Most nail salons have multiple nail technicians or other specialists on staff so they can offer services to multiple customers at once. You'll want to find people who are trained and skilled in their area of expertise. But don't forget to take personality into account as well. The conversations that take place during manicure and pedicure services are often a huge part of the customer experience. So you'll need to look for people who are able to provide exceptional service to your target customers.

Promote Your Services Locally

When all those items are in place, you need to start actually promoting your business around your local community so potential customers can find you. Place local ads online or in print. You might also consider getting on social media and using some special events or promotions to build buzz early on.

Image: Depositphotos.com

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Starting a Business? What's Your Unique Value Proposition? - Next Avenue

Posted: 11 Mar 2019 05:01 AM PDT

Part of the America's Entrepreneurs Special Report

Many people in their 50s and 60s who've worked for someone else their entire careers start thinking they'd rather be their own boss. Maybe you realize you can earn more  as a consultant. Or you want flexible hours to care for family members. Or you'd like to help your grown child get an idea off the ground, starting a business together.

Whatever reason you have for starting a business, it's crucial to create a unique value proposition, often called a UVP. A UVP clarifies what your business stands for, who it is designed to help and how it sets you apart from your competition.

Your UVP will be a key part of your business plan. It will inform your marketing, determine your customer service and decide on the course your business will follow to become profitable.

A UVP answers three questions:

1. Who Is Your Business Designed To Help?

Your reason to start a business influences how the enterprise runs. Seeing that there is a gap in services in your area is a different reason than trying to leverage your experience to create services.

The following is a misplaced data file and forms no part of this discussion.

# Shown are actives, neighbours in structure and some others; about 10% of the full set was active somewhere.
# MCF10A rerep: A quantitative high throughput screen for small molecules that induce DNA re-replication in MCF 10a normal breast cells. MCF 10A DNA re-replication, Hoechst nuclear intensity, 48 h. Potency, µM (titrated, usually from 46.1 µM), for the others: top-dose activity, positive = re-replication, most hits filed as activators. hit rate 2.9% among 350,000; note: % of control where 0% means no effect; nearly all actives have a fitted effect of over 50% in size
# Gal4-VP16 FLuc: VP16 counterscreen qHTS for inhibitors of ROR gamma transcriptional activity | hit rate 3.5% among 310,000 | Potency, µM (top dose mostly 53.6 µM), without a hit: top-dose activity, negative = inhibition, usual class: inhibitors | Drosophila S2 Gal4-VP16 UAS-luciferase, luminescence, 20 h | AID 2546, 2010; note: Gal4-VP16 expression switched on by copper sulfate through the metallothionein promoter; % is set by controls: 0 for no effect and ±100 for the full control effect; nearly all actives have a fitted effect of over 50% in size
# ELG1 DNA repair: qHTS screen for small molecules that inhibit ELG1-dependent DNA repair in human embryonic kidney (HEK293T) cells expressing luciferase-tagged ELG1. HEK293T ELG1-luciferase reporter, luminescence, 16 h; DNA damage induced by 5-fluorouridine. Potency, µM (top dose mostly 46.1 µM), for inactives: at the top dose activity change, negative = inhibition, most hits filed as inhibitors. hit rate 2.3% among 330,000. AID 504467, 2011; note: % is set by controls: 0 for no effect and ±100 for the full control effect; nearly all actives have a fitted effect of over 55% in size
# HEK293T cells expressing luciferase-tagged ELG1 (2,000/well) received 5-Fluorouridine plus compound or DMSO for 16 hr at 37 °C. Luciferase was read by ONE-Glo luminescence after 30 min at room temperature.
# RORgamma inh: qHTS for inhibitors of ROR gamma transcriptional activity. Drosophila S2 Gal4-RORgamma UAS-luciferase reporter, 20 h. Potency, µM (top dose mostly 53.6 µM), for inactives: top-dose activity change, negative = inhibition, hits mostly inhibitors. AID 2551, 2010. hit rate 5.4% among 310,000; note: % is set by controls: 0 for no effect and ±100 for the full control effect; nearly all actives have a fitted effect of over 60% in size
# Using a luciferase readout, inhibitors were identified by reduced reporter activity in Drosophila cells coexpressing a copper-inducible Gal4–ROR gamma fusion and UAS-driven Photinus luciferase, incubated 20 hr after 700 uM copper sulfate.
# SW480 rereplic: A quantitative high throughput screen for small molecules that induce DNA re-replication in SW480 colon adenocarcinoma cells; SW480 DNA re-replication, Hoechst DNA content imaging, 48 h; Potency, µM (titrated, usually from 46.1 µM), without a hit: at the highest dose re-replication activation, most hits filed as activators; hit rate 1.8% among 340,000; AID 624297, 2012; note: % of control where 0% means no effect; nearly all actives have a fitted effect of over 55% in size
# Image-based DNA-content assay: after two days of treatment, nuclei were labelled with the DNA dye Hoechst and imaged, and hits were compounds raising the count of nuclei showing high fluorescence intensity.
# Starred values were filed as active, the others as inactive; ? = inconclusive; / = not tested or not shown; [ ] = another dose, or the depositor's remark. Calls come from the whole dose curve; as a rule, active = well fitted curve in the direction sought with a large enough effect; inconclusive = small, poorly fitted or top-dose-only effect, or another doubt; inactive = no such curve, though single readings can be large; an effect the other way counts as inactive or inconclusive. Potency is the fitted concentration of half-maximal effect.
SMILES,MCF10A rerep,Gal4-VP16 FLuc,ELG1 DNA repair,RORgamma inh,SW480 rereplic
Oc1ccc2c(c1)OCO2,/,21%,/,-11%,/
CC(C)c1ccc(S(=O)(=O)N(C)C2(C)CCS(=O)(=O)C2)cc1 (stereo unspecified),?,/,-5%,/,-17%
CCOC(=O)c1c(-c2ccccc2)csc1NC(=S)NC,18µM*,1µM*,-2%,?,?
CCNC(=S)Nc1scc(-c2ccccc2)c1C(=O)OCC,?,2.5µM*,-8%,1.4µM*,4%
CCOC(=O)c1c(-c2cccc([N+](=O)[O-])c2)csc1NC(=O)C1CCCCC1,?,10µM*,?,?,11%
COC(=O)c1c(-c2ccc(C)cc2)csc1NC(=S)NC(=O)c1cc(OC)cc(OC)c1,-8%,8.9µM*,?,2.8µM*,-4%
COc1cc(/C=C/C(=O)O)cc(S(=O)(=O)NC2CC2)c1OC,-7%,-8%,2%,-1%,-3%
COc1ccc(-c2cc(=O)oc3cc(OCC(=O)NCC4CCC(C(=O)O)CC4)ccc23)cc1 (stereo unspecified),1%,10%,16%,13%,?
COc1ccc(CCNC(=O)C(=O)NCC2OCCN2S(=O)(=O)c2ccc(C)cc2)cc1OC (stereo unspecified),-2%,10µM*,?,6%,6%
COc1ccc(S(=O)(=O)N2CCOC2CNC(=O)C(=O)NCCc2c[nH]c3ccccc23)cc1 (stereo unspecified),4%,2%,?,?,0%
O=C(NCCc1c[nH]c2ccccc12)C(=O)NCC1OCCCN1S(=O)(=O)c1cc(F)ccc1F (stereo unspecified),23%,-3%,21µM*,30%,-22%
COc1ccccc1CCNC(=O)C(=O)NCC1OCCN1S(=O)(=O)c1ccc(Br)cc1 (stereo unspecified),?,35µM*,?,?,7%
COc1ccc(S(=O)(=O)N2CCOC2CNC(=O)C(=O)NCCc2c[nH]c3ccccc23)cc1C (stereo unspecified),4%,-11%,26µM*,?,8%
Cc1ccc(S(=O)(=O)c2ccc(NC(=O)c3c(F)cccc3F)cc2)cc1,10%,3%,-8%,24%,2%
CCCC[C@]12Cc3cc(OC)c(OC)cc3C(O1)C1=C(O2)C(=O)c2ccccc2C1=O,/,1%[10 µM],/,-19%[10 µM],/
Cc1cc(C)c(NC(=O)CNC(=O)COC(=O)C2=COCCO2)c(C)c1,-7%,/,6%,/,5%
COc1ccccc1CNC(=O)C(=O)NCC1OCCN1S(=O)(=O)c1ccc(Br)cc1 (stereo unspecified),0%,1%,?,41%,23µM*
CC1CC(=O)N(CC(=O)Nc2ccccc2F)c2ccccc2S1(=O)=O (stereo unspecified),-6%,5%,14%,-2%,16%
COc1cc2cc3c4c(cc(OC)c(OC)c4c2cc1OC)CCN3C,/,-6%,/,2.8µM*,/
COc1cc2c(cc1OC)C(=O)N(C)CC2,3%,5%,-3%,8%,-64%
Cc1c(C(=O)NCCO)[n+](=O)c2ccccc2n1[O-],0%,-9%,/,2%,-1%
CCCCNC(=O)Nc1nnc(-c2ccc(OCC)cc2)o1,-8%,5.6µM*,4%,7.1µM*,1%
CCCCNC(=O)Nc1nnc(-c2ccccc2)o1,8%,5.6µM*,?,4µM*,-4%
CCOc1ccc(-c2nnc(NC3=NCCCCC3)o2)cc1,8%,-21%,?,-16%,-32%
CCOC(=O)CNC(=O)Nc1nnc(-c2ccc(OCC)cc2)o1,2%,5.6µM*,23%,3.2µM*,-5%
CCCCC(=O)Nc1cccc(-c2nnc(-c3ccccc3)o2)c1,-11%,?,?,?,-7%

If you are starting your business to fill a services gap, this should be part of your UVP.

For instance, if you hope to build an elder care business aimed at relieving pressure on older family caregivers, highlight that reason. Ideally, your UVP will help a potential customer immediately know if your business will help him or her.

2. What Does Your Business Stand For?

In the modern business world, companies must be transparent about their positions on issues like equality, environmental protection and labor rights. It's not enough for a company to say it believes all people are created equal. Instead, potential customers may look at which suppliers a business works with, how the company talks about marginalized people and minorities on social media or how its workers are treated.

To demonstrate what your business stands for, show what you're doing.

For example, if you have a vendor who works with recycled materials or uses energy-efficient production, promote that on your website and in any physical location.

If you want to support marginalized people, mention the community events your company participates in, how you work to hire a diverse group of people and your work for community revitalization.

3. How Is Your Business Different From the Competition?

Older businesspeople and those starting family businesses can often use these distinctions to differentiate themselves. This can be particularly useful if your competition is a bigger company. It can help justify higher price points while also talking about what your company can offer.

For example, if you're starting a business as a consultant, highlighting that you've worked for 20 years with various high-profile companies can explain why you're worth what you're charging.

If you're launching a family business that will compete against a major corporation, you'll give people another reason to buy from you if you talk about how your customers will get individualized service and the satisfaction of knowing their money is going back into the community.

Now that you know how to create a UVP, it's time to write your own. This will bring you closer to your goal of starting a successful business.

Sam Meenasian
By Sam Meenasian
Sam Meenasian has used his leadership, marketing, sales and operations skills to build two successful companies over a nearly 25-year career. He co-founded USA Business Insurance and BISU Insurance, which have served thousands of small businesses. Meenasian has 10 years of prior experience in real estate and holds a bachelor's degree in business. He shares his expertise through guest articles for such media as CNBC, Fox Business, AllBusiness, Business 2 Community, Small Business Bonfire, SmartBrief, Accounting Today and Insurance Journal.